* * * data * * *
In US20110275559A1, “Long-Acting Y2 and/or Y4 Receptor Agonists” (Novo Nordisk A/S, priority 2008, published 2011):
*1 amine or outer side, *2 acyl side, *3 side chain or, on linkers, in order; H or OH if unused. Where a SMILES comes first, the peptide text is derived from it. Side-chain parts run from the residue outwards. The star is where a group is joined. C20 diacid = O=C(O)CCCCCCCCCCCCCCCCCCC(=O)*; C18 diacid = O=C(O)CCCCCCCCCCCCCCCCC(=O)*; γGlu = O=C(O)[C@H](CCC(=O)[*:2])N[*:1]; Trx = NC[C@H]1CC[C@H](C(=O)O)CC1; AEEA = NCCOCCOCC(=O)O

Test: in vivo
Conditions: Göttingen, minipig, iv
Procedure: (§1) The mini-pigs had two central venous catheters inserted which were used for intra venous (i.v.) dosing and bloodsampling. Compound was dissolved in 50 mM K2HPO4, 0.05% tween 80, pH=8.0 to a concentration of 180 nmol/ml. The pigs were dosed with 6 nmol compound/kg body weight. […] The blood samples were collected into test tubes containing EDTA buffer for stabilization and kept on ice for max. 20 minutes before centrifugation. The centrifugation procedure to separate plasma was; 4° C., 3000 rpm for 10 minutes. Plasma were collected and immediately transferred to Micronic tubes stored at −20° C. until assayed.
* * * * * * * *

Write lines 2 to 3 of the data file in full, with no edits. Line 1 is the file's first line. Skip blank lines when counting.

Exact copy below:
*1 amine or outer side, *2 acyl side, *3 side chain or, on linkers, in order; H or OH if unused. Where a SMILES comes first, the peptide text is derived from it. Side-chain parts run from the residue outwards. The star is where a group is joined. C20 diacid = O=C(O)CCCCCCCCCCCCCCCCCCC(=O)*; C18 diacid = O=C(O)CCCCCCCCCCCCCCCCC(=O)*; γGlu = O=C(O)[C@H](CCC(=O)[*:2])N[*:1]; Trx = NC[C@H]1CC[C@H](C(=O)O)CC1; AEEA = NCCOCCOCC(=O)O

Test: in vivo